Celebrating those who made the most of isolation with CBC Manitoba's Lockdown Showdown
CBC Manitoba sought out Manitobans who used their alone time during the pandemic to accomplish a goal
Manitobans have been cooped up for months by partial lockdowns, but that hasn't stopped some people from stepping up their game.
CBC Manitoba wanted to celebrate those who have leaned into isolation and come up with their own unique ways to beat the tedium during the COVID-19 pandemic.
Enter CBC's Lockdown Showdown — a competition that sought out the makers, the writers, the innovators and the active Manitobans who resolved to make their lockdown time at least somewhat productive.
And Manitoba, you delivered.
Out of dozens of fascinating entries, 10 people stood out. We call them Lockdown Showdown Superstars.
These Manitobans have nothing going on and everything going on at the same time.
Converting a $20 filing cabinet to a triple-decker meat smoker? A Niverville man was willing to risk it for the brisket.
Learning to skate at 61 years old? One Winnipeg woman came into it cold — now it's no sweat.
Turning your front yard into a physically distant winter wonderland for your neighbours? Might as well include a two-metre-high ice wall.
Finishing a book about your wife's family history? A 75-year-old man hunkered down, and now it's a bestseller.
Here are their stories.
Falk used his time to build a socially distanced firepit out of ice — and a six-metre-tall ice tree using a dead elm in his year.
In addition to passing the time, Selent's pandemic project has some delicious benefits: he built a meat smoker using an old metal office cabinet.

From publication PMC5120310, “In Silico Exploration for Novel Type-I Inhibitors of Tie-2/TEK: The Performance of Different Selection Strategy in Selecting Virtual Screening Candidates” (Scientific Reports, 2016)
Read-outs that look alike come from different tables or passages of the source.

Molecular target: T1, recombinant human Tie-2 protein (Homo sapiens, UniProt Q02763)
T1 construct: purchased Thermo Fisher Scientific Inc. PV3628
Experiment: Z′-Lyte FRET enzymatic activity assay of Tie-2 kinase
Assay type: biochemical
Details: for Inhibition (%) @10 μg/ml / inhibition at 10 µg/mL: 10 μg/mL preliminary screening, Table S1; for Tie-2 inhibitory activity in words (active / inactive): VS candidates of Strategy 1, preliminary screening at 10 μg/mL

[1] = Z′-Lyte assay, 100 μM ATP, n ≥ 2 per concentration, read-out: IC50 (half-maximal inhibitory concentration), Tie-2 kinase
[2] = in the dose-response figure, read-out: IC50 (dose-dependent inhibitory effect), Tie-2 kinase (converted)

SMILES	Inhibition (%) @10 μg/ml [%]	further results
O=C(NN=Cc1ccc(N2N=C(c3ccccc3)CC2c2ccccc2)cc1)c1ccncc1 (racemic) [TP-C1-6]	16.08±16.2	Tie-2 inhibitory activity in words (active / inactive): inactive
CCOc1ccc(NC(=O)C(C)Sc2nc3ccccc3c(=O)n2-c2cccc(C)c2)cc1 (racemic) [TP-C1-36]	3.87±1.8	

Hear Selent describe how he did it below:
Dann started writing his first novel years ago, but when the COVID-19 pandemic hit, it forced him to hunker down and get it done.
His historical novel, Land Title: A Novel of the Prairies, is now published through Amazon.
At 61, Maxwell decided to use her time during the pandemic to finally learn how to skate.
For many years, Swanson had been hanging on to pairs of old jeans with an ambitious plan.
When the pandemic began, it gave her time to pull our her fabric shears and to fire up her sewing machine.
The result is a large quilt constructed of those old jeans, in various shades of blue and black.
Because of pandemic, the four-year-old got to spend more time in the kitchen, as her parents taught her about baking and encouraged her to get involved.
Chef Ellie now has her own YouTube channel, where she demonstrates how to make sweet treats, such as apple crisp.
Deveau, a retired nurse, decided to roll up her sleeves and start a new hobby upcycling old furniture — painting and upholstering to put those items through eye-catching transformations.
Listen to these three makers talk about their pandemic projects below:
You can also hear from some of our runners-up below:
- A previous version of this story said a 75-year-old man finished a book about his wife’s Indigenous roots. In fact, while the book has Indigenous characters, his wife is not Indigenous.Feb 28, 2021 3:21 PM CT
With files from Cory Funk and Shannah-Lee Vidal